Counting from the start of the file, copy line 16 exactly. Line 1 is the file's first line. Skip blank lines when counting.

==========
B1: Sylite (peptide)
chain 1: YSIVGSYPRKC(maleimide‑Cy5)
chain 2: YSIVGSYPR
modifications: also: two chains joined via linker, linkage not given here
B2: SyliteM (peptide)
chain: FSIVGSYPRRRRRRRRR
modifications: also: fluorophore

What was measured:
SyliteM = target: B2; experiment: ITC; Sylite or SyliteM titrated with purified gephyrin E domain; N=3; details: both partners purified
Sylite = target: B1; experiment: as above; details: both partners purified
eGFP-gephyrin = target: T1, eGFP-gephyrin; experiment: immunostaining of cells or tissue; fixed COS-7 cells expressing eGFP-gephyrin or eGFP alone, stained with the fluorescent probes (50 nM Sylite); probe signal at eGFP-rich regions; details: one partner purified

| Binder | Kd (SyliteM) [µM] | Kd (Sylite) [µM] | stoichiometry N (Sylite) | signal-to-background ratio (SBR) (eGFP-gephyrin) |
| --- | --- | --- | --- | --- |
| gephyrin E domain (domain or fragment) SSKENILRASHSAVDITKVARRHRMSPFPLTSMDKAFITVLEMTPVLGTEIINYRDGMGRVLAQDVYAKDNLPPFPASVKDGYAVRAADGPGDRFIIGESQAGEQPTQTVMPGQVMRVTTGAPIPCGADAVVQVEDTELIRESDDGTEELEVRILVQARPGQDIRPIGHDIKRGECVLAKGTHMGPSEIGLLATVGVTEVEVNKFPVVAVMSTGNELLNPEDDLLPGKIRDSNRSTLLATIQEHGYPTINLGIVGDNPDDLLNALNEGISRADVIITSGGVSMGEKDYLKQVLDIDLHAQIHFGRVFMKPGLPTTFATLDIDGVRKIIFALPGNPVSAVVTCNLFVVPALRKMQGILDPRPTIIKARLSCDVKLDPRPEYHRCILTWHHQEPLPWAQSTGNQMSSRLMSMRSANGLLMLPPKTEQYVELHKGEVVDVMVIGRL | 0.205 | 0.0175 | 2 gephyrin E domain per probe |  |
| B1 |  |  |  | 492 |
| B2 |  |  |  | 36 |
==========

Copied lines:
| B2 |  |  |  | 36 |